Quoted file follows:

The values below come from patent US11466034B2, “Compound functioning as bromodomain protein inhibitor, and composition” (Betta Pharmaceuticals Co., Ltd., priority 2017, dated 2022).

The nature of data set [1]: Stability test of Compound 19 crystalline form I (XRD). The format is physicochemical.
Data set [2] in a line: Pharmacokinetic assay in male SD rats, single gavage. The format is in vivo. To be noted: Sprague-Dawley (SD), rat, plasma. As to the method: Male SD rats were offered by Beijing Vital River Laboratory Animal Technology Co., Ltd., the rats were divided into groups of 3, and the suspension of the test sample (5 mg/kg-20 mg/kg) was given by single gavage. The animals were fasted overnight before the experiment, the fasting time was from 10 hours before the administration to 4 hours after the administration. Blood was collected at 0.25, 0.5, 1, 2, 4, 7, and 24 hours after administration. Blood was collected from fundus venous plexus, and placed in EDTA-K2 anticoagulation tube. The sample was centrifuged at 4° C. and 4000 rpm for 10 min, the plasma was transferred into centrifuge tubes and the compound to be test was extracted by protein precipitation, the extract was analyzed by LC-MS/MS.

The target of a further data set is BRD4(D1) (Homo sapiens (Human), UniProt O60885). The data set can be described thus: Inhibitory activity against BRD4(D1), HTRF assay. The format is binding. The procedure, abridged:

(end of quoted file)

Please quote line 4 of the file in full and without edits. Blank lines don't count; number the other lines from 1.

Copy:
The target of a further data set is BRD4(D1) (Homo sapiens (Human), UniProt O60885). The data set can be described thus: Inhibitory activity against BRD4(D1), HTRF assay. The format is binding. The procedure, abridged: